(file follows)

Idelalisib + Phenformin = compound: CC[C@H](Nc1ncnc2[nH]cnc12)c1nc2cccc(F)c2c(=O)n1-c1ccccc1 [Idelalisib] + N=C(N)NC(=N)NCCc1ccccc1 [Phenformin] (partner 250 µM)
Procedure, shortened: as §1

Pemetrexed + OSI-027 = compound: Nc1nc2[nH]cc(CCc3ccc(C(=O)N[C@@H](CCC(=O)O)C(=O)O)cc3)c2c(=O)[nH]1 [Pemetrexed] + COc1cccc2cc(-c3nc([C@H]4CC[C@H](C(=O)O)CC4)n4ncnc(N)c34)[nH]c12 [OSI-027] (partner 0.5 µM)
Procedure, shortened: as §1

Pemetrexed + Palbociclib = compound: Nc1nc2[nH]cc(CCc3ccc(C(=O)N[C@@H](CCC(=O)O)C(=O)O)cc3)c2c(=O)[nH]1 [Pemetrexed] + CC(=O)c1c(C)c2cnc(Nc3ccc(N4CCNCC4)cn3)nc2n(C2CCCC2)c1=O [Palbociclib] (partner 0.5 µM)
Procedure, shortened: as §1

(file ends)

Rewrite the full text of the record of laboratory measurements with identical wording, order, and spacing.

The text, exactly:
Idelalisib + Phenformin = compound: CC[C@H](Nc1ncnc2[nH]cnc12)c1nc2cccc(F)c2c(=O)n1-c1ccccc1 [Idelalisib] + N=C(N)NC(=N)NCCc1ccccc1 [Phenformin] (partner 250 µM)
Procedure, shortened: as §1

Pemetrexed + OSI-027 = compound: Nc1nc2[nH]cc(CCc3ccc(C(=O)N[C@@H](CCC(=O)O)C(=O)O)cc3)c2c(=O)[nH]1 [Pemetrexed] + COc1cccc2cc(-c3nc([C@H]4CC[C@H](C(=O)O)CC4)n4ncnc(N)c34)[nH]c12 [OSI-027] (partner 0.5 µM)
Procedure, shortened: as §1

Pemetrexed + Palbociclib = compound: Nc1nc2[nH]cc(CCc3ccc(C(=O)N[C@@H](CCC(=O)O)C(=O)O)cc3)c2c(=O)[nH]1 [Pemetrexed] + CC(=O)c1c(C)c2cnc(Nc3ccc(N4CCNCC4)cn3)nc2n(C2CCCC2)c1=O [Palbociclib] (partner 0.5 µM)
Procedure, shortened: as §1